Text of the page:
She remembers no face like the human divine;
All faces have envy, sweet Mary, but thine.
 
And thine is a face of sweet love in despair,
And thine is a face of ild sorrow and care,
And thine is a face of wild terror and fear
That shall never be quiet till laid on its bier.

AUGURIFS OF INNOCENCE.


To see a world in a grain of sand
And a Heave in a wild flower,
Hold Infinity in the palm of your hand
And Eternity in an hour.
 
A Robin redbreast in a cage
Puts all 'Heaven in a rage;
A dove-house filled with doves and pigeons
Shudders hell through all its regions;
A dog starved at his master's gate
Predicts the ruin of the State;
A game-cock clipped and armed for fight
Doth the rising sun affright;
A horse misused upon the road
Calls to Heaven for human blood;
Every wolfs and lion's howl
Raises from Hell a human soul;
Each outcry of the hunted hare
A fibre from the brain doth tear;
A skylark wounded on the wing
Doth make a cherub cease to sing.

He who shall hurt the little wren
Shall never be beloved by men;
He who the ox to wrath has moved
Shall never be by woman loved;
He who shall train the horse to war
Shall never pass the Polar Bar;
The wanton boy that kills the fly
Shall feel the spiders enmity;
He who torments the chafer's sprite
Weaves a bower in endless night
The caterpillar on the leaf
Repeas to thee thy mother's grief:

The wild deer wandering here and there
Keep the human soul from care:
The lamb misused breeds public strife,
And yet forgives the butchef's knife.
Kill not the moth nor butterfly,
For the last judgment draweth nigh;
The beggar's dog, and widow's cat,
Feed them, and thou shalt grow fat.
Every tear from every eye
Becomes a babe in Eternity;
The bleat, the bark, bellow, and roar,
Are waves, that beat on Heaven's shore.
 
The bat that flits at close of eve
Has left the brain that won't believe;
The owl that calls upon the night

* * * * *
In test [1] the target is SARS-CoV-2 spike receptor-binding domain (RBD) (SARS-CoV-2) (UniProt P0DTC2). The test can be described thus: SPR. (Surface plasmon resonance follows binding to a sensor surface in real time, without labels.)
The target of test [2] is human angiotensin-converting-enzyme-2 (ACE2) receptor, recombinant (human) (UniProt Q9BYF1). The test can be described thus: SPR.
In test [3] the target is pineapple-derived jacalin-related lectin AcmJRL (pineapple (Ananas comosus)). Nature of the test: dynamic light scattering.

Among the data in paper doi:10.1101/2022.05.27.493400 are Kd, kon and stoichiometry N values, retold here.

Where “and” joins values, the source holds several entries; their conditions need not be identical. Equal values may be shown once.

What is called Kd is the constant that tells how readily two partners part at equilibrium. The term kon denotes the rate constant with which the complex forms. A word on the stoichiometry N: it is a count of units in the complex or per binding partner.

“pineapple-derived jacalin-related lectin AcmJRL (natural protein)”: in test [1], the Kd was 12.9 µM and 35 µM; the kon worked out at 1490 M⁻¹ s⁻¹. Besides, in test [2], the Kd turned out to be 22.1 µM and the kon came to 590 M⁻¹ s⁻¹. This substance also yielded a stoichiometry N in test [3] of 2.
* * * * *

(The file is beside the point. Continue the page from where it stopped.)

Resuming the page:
Speaks the unbeliever's fight;
The gnat that sings his summer's song
Poison gets from slander's tongue;
The poison of the snake and newt
Is the sweat of envy's foot;
The poison of the honey bee
Is the artist's jealousy;
The strongest poison ever known
Came from Cesafs laurel-crown.
 
Naught can deform the human race
L;lre to the armourer's iron brace;
The soldier armed with sword and gun
Palsied strikes the s,mmer's sun;
When gold and gems adorn the plough,
To peaceful arts shall envy bow;
The boggafs rags fluttering in air
Do to rags the heavens tear;
The prince's robes and beggaffs rags
Are toadstools on the miser's bags;
One mite wrung from the labourer's hands
Shall buy and sell the miser's lands,
Or, if protected from on high,
Shall that whole nation sell and buy;

The poor man's farthing is worth more
Than all the gold on Afric's shore.
The whore and gambler, by the state
Licensed, build that nation's fate;
The harlot's cry from street to street
Shall weave old England's winding-sheet;
The winner's shout, the loser's curse,
Shall dance before dead England's hearse.

He who mocks the infant's faith
Shall be mocked in age and death;
He who shall teach the child to doubt
The rotting grave shall ne'er get out;
He who respects the infant's faith
Triumphs over hell and death;
The babe is more than swaddling hands
Throughout all these human lands;
Tools were made and horn were hands,
Every farmer understands.
The questioner who sits so sly
Shall never know how to reply;
He who replies to words of doubt
Doth put the light of knowledge out;
A puddle, or the cricket's cry,
Is to doubt a fit reply;
The child's toys and the old man's reasons
Are the fruits of the two seasons;
The emmet's inch and eagle's mile
Make lame philosophy to smile;
A truth that's told with bad intent
Beats all the lies you can invent.
He who doubts from what he sees
Will ne'er believe, do what you please;
If the sun and moon should doubt,
They'd immediately go out.

Every night and every morn
Some to misery are born;
Every morn and every night
Some are born to sweet delight;

Some are born to sweet delight,
Some are born to endless night.
Joy and woe are woven fine,
A clothing for the soul divine;
Under every grief and pine
Runs a joy with silken twine.
It is right it should be so;
Man was made for joy and woe;
And when this we rightly know,
Safely through the world we go.

We are led to believe a lie
When hen we see with not through the eye
Which was born in a night to perish in a night